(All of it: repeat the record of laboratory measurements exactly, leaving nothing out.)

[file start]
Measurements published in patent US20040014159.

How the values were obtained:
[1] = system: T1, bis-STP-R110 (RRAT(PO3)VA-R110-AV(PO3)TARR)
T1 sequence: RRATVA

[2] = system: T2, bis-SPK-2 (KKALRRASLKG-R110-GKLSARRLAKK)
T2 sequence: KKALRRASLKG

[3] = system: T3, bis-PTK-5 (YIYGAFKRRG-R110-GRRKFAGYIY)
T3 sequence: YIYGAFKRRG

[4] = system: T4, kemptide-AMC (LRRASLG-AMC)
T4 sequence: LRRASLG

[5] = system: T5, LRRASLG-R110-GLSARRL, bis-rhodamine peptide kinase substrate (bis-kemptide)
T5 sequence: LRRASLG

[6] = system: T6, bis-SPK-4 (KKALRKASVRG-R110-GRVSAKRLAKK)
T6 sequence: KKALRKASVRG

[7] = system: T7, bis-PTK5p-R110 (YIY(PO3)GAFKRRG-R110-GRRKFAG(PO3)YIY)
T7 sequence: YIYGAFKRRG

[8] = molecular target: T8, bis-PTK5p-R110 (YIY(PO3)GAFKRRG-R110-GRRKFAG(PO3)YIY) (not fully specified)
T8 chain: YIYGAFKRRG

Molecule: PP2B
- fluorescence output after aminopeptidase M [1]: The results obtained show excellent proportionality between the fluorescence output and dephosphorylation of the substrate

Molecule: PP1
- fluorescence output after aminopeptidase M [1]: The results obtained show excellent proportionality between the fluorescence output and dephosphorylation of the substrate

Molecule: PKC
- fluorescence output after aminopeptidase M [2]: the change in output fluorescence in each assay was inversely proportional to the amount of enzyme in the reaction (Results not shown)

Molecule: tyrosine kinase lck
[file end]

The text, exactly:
Measurements published in patent US20040014159.

How the values were obtained:
[1] = system: T1, bis-STP-R110 (RRAT(PO3)VA-R110-AV(PO3)TARR)
T1 sequence: RRATVA

[2] = system: T2, bis-SPK-2 (KKALRRASLKG-R110-GKLSARRLAKK)
T2 sequence: KKALRRASLKG

[3] = system: T3, bis-PTK-5 (YIYGAFKRRG-R110-GRRKFAGYIY)
T3 sequence: YIYGAFKRRG

[4] = system: T4, kemptide-AMC (LRRASLG-AMC)
T4 sequence: LRRASLG

[5] = system: T5, LRRASLG-R110-GLSARRL, bis-rhodamine peptide kinase substrate (bis-kemptide)
T5 sequence: LRRASLG

[6] = system: T6, bis-SPK-4 (KKALRKASVRG-R110-GRVSAKRLAKK)
T6 sequence: KKALRKASVRG

[7] = system: T7, bis-PTK5p-R110 (YIY(PO3)GAFKRRG-R110-GRRKFAG(PO3)YIY)
T7 sequence: YIYGAFKRRG

[8] = molecular target: T8, bis-PTK5p-R110 (YIY(PO3)GAFKRRG-R110-GRRKFAG(PO3)YIY) (not fully specified)
T8 chain: YIYGAFKRRG

Molecule: PP2B
- fluorescence output after aminopeptidase M [1]: The results obtained show excellent proportionality between the fluorescence output and dephosphorylation of the substrate

Molecule: PP1
- fluorescence output after aminopeptidase M [1]: The results obtained show excellent proportionality between the fluorescence output and dephosphorylation of the substrate

Molecule: PKC
- fluorescence output after aminopeptidase M [2]: the change in output fluorescence in each assay was inversely proportional to the amount of enzyme in the reaction (Results not shown)

Molecule: tyrosine kinase lck